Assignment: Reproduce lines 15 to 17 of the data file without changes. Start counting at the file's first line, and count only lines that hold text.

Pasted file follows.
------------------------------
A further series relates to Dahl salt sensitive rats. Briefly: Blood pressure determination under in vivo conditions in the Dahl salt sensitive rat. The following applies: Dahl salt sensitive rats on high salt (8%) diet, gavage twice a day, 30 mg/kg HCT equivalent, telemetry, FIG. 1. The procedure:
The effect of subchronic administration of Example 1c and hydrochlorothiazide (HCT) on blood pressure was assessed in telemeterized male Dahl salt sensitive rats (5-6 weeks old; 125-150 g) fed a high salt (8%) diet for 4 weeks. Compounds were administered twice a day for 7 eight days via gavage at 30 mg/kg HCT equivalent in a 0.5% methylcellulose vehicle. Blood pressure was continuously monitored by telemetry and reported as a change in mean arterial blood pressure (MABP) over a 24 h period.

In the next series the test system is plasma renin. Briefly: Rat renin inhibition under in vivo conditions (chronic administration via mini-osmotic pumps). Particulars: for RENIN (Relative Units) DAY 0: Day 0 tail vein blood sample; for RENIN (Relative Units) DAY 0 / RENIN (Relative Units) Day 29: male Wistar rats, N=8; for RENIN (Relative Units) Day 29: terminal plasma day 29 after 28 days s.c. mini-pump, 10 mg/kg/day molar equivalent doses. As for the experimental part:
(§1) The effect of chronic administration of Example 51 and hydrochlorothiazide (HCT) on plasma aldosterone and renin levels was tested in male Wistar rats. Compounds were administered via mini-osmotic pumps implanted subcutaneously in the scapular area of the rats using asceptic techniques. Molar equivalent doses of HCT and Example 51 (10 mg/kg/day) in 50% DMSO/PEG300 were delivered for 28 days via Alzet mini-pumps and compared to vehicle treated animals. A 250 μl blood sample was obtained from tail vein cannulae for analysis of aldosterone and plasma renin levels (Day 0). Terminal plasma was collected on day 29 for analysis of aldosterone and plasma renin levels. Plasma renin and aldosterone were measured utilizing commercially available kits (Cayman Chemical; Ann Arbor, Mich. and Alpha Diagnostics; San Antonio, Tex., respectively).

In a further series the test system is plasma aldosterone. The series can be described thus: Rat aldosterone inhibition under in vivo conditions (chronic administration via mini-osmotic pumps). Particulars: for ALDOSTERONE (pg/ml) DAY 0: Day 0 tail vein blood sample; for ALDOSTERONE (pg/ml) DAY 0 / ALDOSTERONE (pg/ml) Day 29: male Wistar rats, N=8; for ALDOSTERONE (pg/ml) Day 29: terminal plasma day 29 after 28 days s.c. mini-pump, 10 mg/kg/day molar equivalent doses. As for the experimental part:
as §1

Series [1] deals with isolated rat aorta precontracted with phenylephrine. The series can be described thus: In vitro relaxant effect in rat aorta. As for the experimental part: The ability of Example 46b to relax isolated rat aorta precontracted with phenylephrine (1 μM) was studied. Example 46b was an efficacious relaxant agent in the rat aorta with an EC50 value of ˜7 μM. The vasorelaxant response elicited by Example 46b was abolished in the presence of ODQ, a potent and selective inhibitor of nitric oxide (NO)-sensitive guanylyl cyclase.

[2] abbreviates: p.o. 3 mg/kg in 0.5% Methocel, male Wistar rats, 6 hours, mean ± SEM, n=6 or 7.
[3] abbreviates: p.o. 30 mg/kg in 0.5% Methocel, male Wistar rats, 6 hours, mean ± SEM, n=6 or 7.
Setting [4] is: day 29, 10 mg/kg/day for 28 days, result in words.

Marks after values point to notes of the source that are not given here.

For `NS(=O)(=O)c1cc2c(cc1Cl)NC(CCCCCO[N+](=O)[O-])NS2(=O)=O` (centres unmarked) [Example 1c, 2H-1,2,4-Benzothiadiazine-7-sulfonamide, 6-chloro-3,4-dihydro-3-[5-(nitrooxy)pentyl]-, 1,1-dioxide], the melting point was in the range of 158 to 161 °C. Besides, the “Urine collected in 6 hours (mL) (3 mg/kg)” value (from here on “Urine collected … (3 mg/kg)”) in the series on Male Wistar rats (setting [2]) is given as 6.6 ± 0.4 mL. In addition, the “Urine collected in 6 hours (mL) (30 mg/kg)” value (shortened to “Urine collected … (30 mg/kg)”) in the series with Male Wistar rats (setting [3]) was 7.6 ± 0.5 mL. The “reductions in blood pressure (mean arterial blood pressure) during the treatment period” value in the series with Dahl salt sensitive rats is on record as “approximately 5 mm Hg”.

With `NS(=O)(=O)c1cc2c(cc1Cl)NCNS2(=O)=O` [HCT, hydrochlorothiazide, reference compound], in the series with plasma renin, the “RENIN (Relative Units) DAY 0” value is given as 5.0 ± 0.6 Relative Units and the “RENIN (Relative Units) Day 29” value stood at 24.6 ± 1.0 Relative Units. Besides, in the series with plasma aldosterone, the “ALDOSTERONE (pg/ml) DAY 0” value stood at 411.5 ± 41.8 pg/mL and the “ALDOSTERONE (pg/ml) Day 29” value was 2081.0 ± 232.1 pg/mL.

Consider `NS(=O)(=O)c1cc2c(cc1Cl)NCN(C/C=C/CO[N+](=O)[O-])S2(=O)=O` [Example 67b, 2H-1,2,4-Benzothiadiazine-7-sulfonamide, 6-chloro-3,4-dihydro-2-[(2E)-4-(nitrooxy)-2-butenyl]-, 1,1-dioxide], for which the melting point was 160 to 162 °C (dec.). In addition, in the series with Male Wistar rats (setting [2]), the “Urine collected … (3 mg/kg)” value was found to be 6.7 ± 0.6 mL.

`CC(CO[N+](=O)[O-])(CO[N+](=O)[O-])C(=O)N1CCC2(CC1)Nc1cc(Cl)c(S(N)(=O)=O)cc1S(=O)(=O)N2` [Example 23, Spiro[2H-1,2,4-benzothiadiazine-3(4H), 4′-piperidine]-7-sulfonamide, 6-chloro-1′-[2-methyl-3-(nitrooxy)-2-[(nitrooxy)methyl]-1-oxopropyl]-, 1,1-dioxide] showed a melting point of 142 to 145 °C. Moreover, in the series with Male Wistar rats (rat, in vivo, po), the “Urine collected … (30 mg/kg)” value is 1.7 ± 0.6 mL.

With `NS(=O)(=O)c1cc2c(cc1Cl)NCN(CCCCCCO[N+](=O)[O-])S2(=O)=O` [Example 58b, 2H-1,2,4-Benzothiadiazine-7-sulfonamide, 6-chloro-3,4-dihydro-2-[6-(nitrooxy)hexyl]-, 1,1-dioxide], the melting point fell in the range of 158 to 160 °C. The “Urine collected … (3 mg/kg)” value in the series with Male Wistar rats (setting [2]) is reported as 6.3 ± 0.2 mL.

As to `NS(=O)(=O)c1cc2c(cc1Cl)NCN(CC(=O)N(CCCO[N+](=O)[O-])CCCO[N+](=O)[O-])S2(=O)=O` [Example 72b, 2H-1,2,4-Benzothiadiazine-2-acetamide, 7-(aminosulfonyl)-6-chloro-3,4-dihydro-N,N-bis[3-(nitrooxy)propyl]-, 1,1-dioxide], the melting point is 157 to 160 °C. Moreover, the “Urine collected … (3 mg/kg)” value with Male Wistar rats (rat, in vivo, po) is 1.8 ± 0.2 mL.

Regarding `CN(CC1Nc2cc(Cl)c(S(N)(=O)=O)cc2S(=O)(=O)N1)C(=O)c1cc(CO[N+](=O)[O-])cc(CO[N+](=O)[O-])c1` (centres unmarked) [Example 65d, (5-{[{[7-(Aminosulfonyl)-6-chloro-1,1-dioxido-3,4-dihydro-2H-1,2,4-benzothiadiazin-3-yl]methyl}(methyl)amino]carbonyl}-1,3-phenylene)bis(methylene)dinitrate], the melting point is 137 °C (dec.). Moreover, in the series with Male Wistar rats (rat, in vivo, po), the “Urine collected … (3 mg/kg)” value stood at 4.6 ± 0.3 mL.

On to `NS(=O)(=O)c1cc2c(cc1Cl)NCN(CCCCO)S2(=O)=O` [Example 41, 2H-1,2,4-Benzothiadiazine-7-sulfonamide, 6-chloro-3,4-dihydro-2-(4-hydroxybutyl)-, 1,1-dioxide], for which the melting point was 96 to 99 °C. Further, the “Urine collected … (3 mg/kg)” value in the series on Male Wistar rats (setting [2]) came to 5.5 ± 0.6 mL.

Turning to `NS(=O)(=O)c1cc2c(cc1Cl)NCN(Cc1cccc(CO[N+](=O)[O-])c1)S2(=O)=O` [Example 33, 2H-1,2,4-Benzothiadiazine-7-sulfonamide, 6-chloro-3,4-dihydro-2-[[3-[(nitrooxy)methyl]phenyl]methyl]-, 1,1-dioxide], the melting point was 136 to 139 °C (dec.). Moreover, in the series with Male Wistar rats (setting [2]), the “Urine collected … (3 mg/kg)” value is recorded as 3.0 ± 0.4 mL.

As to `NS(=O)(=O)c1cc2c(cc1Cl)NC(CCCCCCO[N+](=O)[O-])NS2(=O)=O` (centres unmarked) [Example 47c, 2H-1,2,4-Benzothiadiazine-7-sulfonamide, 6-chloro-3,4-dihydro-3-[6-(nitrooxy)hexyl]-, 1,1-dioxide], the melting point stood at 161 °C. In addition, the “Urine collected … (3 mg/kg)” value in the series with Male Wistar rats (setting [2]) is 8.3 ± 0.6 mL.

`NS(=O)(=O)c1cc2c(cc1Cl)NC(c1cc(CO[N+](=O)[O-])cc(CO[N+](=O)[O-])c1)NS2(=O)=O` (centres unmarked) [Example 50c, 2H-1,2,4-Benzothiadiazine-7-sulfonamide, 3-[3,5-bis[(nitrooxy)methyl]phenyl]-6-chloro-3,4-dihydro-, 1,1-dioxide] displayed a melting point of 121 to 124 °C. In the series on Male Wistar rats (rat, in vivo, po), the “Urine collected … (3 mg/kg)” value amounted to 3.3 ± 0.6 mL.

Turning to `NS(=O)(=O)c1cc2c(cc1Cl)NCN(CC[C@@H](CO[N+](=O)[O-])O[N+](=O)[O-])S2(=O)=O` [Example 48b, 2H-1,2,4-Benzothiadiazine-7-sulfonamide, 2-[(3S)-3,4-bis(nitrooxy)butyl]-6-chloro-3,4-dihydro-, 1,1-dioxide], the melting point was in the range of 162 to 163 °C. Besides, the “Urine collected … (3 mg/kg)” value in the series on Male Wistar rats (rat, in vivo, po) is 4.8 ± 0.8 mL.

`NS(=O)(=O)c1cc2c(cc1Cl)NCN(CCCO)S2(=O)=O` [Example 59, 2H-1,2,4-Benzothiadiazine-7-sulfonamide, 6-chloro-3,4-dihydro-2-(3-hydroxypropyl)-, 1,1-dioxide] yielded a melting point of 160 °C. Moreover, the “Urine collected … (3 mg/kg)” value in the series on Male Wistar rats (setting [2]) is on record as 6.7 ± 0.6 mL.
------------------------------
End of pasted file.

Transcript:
`CC(CO[N+](=O)[O-])(CO[N+](=O)[O-])C(=O)N1CCC2(CC1)Nc1cc(Cl)c(S(N)(=O)=O)cc1S(=O)(=O)N2` [Example 23, Spiro[2H-1,2,4-benzothiadiazine-3(4H), 4′-piperidine]-7-sulfonamide, 6-chloro-1′-[2-methyl-3-(nitrooxy)-2-[(nitrooxy)methyl]-1-oxopropyl]-, 1,1-dioxide] showed a melting point of 142 to 145 °C. Moreover, in the series with Male Wistar rats (rat, in vivo, po), the “Urine collected … (30 mg/kg)” value is 1.7 ± 0.6 mL.

With `NS(=O)(=O)c1cc2c(cc1Cl)NCN(CCCCCCO[N+](=O)[O-])S2(=O)=O` [Example 58b, 2H-1,2,4-Benzothiadiazine-7-sulfonamide, 6-chloro-3,4-dihydro-2-[6-(nitrooxy)hexyl]-, 1,1-dioxide], the melting point fell in the range of 158 to 160 °C. The “Urine collected … (3 mg/kg)” value in the series with Male Wistar rats (setting [2]) is reported as 6.3 ± 0.2 mL.

As to `NS(=O)(=O)c1cc2c(cc1Cl)NCN(CC(=O)N(CCCO[N+](=O)[O-])CCCO[N+](=O)[O-])S2(=O)=O` [Example 72b, 2H-1,2,4-Benzothiadiazine-2-acetamide, 7-(aminosulfonyl)-6-chloro-3,4-dihydro-N,N-bis[3-(nitrooxy)propyl]-, 1,1-dioxide], the melting point is 157 to 160 °C. Moreover, the “Urine collected … (3 mg/kg)” value with Male Wistar rats (rat, in vivo, po) is 1.8 ± 0.2 mL.